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>Nick Longrich <nrlongri@midway.uchicago.edu>
>writes (snipped)
>> We're on similar wavelengths- the triangular obturator looks
>>coelurosaurian. I think the lack of skid-like chevrons makes the thing
>>outside tyrannosauridae+maniraptoriformes. But the evidence is really
>>pretty meager for Compie.
>What's meager about Compsognathus? I've had a good look at the thing and its
>a stunning fossil - ok the skull is a bit mashed, but the limb bones are
>fabulous - good 3D, and more detail than the G.d. I had for Sunday lunch.
>Hasn't anybody looked, or is it just all primitive/uninformative?

        Yeah, I misspoke- it would be more accurate to say "uninformative"
(at least to me) than to say "meager". There's a lot of bone there, it just
seems hard to place a lot of it in phylogenetic context as information. For
example, the feet are gorgeous. But then, it's hard to think of much
synapomorphic about them- they aren't deinonychosaurian, and they aren't
arctometatarsalian, and this lack of synapomorphy can tell you something-
but "it's not this, it's not that" only goes so far. What *is* the darn
        The other thing is that a lot of the really useful parts of the
skeleton are missing. Hands can be quite informative but we don't have one
from either skeleton. I think tails are useful, but again, no complete tail
from either. No ilia from the type. Plenty of ribs, but there isn't much
diagnostic about those as far as I know. We can get some limb ratios but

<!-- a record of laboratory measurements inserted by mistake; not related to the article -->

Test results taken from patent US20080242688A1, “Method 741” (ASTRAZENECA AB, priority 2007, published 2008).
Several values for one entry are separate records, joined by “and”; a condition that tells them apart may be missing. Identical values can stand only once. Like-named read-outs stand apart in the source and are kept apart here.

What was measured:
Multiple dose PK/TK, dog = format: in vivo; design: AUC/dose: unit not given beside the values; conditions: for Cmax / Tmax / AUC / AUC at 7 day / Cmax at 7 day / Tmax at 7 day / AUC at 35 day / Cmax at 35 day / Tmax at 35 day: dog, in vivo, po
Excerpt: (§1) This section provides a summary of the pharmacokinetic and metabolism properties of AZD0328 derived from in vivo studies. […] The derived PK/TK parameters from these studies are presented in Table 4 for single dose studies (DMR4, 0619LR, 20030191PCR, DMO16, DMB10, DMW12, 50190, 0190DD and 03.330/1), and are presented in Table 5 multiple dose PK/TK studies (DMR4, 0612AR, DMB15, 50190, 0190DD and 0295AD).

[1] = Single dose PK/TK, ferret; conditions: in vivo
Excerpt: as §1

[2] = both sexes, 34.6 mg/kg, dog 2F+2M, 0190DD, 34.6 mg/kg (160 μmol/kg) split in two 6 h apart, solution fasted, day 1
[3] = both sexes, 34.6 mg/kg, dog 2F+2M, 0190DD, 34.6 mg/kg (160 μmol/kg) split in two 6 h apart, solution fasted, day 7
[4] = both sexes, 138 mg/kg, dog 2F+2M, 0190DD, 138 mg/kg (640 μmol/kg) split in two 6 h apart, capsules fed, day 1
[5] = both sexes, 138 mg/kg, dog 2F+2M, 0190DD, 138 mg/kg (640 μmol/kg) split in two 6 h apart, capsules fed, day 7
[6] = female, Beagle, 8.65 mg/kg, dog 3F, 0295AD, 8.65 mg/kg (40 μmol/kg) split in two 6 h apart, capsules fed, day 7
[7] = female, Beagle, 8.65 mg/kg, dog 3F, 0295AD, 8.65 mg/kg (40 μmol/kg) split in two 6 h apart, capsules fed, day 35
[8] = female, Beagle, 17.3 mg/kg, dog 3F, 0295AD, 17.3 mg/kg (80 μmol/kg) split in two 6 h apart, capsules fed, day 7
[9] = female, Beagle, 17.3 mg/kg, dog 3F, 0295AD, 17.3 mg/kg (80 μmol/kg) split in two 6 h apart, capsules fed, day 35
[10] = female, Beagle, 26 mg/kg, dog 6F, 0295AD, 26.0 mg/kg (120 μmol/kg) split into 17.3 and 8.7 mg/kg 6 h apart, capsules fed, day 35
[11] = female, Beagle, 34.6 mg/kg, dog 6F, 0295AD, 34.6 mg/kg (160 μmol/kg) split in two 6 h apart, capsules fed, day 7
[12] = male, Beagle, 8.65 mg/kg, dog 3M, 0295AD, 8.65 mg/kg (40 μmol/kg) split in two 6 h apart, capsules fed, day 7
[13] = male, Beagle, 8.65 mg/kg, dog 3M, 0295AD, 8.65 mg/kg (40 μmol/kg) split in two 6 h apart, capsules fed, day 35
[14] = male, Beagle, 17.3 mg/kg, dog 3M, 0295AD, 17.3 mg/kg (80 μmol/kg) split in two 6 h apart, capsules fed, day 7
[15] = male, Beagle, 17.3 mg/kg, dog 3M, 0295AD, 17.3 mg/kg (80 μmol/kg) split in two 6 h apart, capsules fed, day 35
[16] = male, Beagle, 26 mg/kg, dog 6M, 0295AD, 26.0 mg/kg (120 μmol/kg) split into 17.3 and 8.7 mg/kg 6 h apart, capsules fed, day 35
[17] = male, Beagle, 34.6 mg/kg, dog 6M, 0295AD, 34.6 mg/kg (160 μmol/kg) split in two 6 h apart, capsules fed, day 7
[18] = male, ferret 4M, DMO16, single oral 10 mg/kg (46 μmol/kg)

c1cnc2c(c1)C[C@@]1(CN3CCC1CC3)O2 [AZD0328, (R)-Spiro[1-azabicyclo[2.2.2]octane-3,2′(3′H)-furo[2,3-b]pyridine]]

those I get the feeling are pretty homoplastic. It doesn't help that the
second specimen has never been given a thorough published description.
        Also, you lose a great deal of information when you go from 3-D to
2-D, and while Compsognathus isn't 2-D it's pressed into the mud so it's
pretty close. There are a lot of really cool characters out there that
never get discovered because the only way to see them is pick up the fossil
and spin it around and visualize it in 3-d. Lateral view only goes so far.
        So what we are left in my mind with is a generalized small
theropod. I find Ornitholestes and Scipionyx and Sinosauropteryrx pretty
frustrating too. Sometimes you can find a single bone and you know what it
is. For example, the second pedal phalange of a dromaeosaur or the distal
caudal of a troodont is pretty instantly recognizeable as such. I think I
have a way to recognize maniraptorans from single claws. But sometimes you
can have huge amounts of the skeleton that won't answer your questions-
I've been told by a ceratopsian worker that you could have the whole
postcrania of an animal and basically not know what it was or what it was
related to.